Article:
27 SES 11 C, Values, Norms and Gender Issues
In Norway the majority of children attend pre-school at an early age. The pre-school has become not just an important part of early childhood socialisation but also an important actor in gender socialisations. This aspect is reflecting in the Norwegian pre-school curriculum (2011). According to the curriculum teachers must to strive to promote gender equality in their educational practice. The principle of gender equality is essential for the activities in pre-school. The curriculum points out that girls and boys must have equal opportunities to be seen and heard and the teachers have a main task to encourage all children to participate in all kinds of activities. The curriculum emphasis the responsibility teachers have in reflecting their own attitudes and expectations towards girls and boys.
For many years there has been an increasing interest in gender differences in pre-schools and schools. Previous research has shown that expectations and treatment of girls and boys from teachers and others are important for how gender is constructed (Jonsdottir, 2007). In general, boys achieve lower than girls in school (Hammer and Hyggen, 2013, The Norwegian Directorate for Education and Training, 2013). A higher proportion of girls’ complete upper secondary education compared with boys (Statistics Norway 2013). Girls and boys are often treated differently on the basis of gender-based expectations, such as girls being early developers, more considerate, less aggressive and more linguistically advanced (Eidevald, 2009; Månsson, 2000). Based on different gender expectations girls and boys learn to position themselves differently, because teachers in pre-school and school consider girls and boys differently. The aim of our study is to shed light on gender differences in difference and daily life activities activities among toddlers. The research question is:
What differences in coping with daily life activities activities can be identified between girls and boys in the pre-school?
Several longitudinal studies in language, motivation, mathematics and self-regulation show disparities in favour of girls (Friederici et al., 2008; Silverman, 2003; Zambrana, Ystrom, & Pons, 2012). New-born girls show better eye contact, manage to discriminate and show greater attention to verbal stimuli (Friederici et al., 2008; Leeb & Rejskind, 2004).In use of self-regulation learning strategies girls are more likely to use such strategies than boys. Girls also report higher use than boys of goal-setting, planning, monitoring etc.(Meece & Painter, 2008). Other research studies show the same tendency. Girls are often seen as more communicative and verbal, more intellectual and competent than boys (Jonsdottir, 2007). Boys are more often describe as robust, honest and lively (Jonsdottir, 2007; Warrington & Younger, 2006). Girls tend to build stronger relationship with teachers, attain higher grades and progress better than boys (Matthews, Morrison, & Ponitz, 2009). In contrast, boys are more likely to dropping out of school. The percentage of pupils that completes upper secondary education within the five-year period is for girls 64 % and for boys 75 %. A higher proportion of girls’ complete upper secondary education compared with boys. Boys are more likely than girls to referred special education (White Paper no. Nr.24 (2012-2013)).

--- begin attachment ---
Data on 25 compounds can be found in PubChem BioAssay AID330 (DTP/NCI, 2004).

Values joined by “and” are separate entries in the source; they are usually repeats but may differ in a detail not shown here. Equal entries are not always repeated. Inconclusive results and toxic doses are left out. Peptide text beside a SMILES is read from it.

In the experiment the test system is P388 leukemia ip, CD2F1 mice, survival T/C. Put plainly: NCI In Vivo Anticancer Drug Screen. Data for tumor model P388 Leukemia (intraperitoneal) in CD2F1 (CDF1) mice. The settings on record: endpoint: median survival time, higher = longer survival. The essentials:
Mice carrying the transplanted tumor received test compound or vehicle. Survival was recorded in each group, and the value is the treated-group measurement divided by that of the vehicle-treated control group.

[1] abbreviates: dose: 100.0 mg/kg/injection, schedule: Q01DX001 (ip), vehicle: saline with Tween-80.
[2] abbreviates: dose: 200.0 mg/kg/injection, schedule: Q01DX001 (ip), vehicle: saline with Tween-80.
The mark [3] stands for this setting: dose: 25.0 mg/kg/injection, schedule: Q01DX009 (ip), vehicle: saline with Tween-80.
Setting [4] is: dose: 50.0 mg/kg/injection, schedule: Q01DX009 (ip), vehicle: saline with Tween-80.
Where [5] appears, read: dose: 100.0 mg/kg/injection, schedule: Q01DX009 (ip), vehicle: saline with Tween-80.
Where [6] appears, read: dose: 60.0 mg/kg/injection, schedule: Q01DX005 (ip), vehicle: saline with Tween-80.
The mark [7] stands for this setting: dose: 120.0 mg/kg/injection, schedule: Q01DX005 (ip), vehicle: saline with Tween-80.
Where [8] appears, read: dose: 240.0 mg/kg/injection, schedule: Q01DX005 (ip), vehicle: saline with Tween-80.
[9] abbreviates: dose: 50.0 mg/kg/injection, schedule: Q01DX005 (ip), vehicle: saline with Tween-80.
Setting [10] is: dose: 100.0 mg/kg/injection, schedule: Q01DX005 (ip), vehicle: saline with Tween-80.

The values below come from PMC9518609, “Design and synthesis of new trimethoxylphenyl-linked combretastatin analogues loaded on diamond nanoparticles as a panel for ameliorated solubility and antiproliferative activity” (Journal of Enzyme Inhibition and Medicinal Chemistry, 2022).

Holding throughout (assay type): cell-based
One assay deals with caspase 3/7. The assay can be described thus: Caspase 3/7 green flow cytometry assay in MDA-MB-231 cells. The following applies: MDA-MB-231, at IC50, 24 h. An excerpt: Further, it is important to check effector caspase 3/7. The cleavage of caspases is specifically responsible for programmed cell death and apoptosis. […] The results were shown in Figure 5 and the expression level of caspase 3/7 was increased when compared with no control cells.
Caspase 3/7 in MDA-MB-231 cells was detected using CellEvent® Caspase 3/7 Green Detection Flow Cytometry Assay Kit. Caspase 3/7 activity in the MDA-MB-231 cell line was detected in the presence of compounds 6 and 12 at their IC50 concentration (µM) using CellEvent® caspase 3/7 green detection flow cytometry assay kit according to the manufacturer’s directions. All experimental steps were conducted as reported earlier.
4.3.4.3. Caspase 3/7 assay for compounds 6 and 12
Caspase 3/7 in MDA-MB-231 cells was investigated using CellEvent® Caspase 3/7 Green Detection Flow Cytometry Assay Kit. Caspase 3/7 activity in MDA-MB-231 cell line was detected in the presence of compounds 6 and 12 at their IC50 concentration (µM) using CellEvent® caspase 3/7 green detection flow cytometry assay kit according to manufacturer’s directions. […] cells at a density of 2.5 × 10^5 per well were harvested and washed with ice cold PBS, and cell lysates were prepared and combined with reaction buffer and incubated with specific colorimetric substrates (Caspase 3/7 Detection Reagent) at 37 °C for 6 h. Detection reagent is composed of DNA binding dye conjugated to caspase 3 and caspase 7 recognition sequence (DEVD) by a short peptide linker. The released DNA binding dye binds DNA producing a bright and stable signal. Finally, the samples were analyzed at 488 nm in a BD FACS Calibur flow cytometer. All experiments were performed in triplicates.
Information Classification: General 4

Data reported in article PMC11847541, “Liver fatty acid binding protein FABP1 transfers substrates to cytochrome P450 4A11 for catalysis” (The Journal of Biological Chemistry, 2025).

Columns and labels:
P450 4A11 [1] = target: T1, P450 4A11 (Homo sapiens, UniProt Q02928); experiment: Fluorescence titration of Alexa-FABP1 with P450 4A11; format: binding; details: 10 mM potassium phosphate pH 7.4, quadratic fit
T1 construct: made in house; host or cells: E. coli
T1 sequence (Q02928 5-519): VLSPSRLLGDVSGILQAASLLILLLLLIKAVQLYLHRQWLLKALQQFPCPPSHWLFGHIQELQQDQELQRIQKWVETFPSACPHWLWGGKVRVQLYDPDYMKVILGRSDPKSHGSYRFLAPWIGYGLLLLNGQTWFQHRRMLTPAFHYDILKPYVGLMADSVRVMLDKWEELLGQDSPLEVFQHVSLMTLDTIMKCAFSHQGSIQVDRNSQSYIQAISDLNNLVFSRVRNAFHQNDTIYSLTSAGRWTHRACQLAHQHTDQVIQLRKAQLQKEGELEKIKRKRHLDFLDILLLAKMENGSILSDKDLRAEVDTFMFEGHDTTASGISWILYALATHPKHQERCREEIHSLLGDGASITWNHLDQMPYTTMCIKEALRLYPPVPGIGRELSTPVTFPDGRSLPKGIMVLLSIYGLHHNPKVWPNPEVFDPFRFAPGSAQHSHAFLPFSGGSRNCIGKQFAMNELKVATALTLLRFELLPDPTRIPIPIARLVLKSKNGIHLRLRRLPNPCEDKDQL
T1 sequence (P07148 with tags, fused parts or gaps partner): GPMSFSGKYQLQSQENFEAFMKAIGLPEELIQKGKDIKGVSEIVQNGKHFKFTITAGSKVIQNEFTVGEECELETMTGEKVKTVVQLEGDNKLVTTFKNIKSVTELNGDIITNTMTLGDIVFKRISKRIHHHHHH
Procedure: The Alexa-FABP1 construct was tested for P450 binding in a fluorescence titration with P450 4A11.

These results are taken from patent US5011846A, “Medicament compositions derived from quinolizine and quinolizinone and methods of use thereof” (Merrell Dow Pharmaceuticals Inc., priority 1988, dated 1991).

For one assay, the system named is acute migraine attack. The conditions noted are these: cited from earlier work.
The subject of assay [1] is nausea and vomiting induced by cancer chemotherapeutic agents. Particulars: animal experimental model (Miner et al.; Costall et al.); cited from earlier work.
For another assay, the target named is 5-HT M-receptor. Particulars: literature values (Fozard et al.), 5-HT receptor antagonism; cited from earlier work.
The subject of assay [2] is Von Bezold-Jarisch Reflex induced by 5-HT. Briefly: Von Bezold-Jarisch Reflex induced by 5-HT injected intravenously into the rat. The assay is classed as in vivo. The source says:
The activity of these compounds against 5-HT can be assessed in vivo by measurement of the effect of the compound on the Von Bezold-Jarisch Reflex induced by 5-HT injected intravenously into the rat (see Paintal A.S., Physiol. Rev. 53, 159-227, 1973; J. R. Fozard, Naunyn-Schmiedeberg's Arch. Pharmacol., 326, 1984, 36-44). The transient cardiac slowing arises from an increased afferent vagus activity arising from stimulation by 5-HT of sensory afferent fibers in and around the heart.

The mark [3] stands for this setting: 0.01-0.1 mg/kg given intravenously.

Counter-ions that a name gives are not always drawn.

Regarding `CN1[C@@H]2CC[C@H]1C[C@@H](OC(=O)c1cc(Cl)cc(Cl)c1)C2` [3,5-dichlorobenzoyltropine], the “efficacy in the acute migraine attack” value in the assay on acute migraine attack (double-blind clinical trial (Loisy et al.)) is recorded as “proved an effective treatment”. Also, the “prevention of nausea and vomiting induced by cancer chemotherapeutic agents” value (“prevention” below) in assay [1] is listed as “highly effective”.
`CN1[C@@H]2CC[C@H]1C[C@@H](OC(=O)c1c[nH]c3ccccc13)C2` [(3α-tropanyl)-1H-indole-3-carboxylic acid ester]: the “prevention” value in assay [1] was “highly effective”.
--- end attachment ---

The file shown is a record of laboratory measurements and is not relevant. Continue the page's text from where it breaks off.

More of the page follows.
Bagnato, S. J. (2007). Authentic assessment for early childhood intervention: best practices. New York: Guilford Press. Eidevald, C. (2009). Det finns inga tjejbestämmare: att förstå kön som position i förskolans vardagsrutiner och lek. Jönköping: Högskolan för lärande och kommunikation. Friederici, A. D., Pannekamp, A., Partsch, C.-J., Ulmen, U., Oehler, K., Schmutzler, R., & Hesse, V. (2008). Sex hormone testosterone affects language organization in the infant brain. Neuroreport, 19(3), 283-286. Hammer, T. Hyggen, C.(red) Ung voksen og utenfor : mestring og marginalitet på vei til voksenliv Oslo : Gyldendal akademisk Jonsdottir, F. (2007). Barns kamratrelationer i förskolan: samhörighet tillhörighet vänskap utanförskap (Vol. 35). Malmö: Området för lärarutbildning, Malmö högskola. Kunnskapsdepartementet http://www.regjeringen.no/upload/KD/Vedlegg/Barnehager/engelsk/Framework_Plan_for_the_Content_and_Tasks_of_Kindergartens_2011.pdf Leeb, R. T., & Rejskind, G. (2004). Here’s Looking at You, Kid! A Longitudinal Study of Perceived Gender Differences in Mutual Gaze Behavior in Young Infants. Sex Roles(50), 1-5. Matthews, J. S., Morrison, F. J., & Ponitz, C. C. (2009). Early Gender Differences in Self-Regulation and Academic Achievement. Jounal of Educatinal Psychology, 101(3), 689-704. Meece, J. L., & Painter, J. (2008). Gender, Self-Regulation, and Motivation. In D. H. Schunk & B. J. Zimmerman (Eds.), Motivation and Self-Regulated Learning. Theory, Research, and Applications (pp. 339-369). New York: Lawrence Erlbaum Associates. Månsson, A. (2000). Möten som formar: interaktionsmönster på förskola mellan pedagoger och de yngsta barnen i ett genusperspektiv (Vol. 147). Lund: Gleerup. OECD. (2006). Starting strong II. Early childhood education and care. Paris: Organization for Economic Co-operation and Development. Reikrås, E., Løge, I.K. & Knivsberg, A.M. (2012) The Mathematical Competencies of Toddlers Expressed in Their Play and Daily Life Activities in Norwegian IJEC 44 p.: 91–114 Statistics Norway (2013) Silverman, I. W. (2003). Gender Differences in Delay of Gratification: A Meta-Analysis. Sez Roles, 49 (Nos. 9/10). Warrington, M., & Younger, M. (2006). Raising Boys' Achievement in Primary Schools Maidenhead: Open University Press. Zambrana, I. M., Ystrom, E., & Pons, F. (2012). Impact of Gender, Maternal Education, and Birth Order on the Development of Language Comprehension: A Longitudinal Study from 18 to 36 Months of Age. Journal of Developmental & Behavioral Pediatrics, 33(2), 146-155.
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